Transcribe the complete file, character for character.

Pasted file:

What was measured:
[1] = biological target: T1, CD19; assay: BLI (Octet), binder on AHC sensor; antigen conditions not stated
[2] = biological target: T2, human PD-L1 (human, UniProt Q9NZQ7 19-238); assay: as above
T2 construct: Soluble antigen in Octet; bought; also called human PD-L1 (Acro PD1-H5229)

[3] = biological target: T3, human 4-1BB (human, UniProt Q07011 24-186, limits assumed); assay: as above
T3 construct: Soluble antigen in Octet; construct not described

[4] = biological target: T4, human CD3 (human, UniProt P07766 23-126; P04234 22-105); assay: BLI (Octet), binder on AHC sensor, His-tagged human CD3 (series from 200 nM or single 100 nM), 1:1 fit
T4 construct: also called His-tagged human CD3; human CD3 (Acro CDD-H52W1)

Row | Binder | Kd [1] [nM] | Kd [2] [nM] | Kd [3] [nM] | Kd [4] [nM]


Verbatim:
What was measured:
[1] = biological target: T1, CD19; assay: BLI (Octet), binder on AHC sensor; antigen conditions not stated
[2] = biological target: T2, human PD-L1 (human, UniProt Q9NZQ7 19-238); assay: as above
T2 construct: Soluble antigen in Octet; bought; also called human PD-L1 (Acro PD1-H5229)

[3] = biological target: T3, human 4-1BB (human, UniProt Q07011 24-186, limits assumed); assay: as above
T3 construct: Soluble antigen in Octet; construct not described

[4] = biological target: T4, human CD3 (human, UniProt P07766 23-126; P04234 22-105); assay: BLI (Octet), binder on AHC sensor, His-tagged human CD3 (series from 200 nM or single 100 nM), 1:1 fit
T4 construct: also called His-tagged human CD3; human CD3 (Acro CDD-H52W1)

Row | Binder | Kd [1] [nM] | Kd [2] [nM] | Kd [3] [nM] | Kd [4] [nM]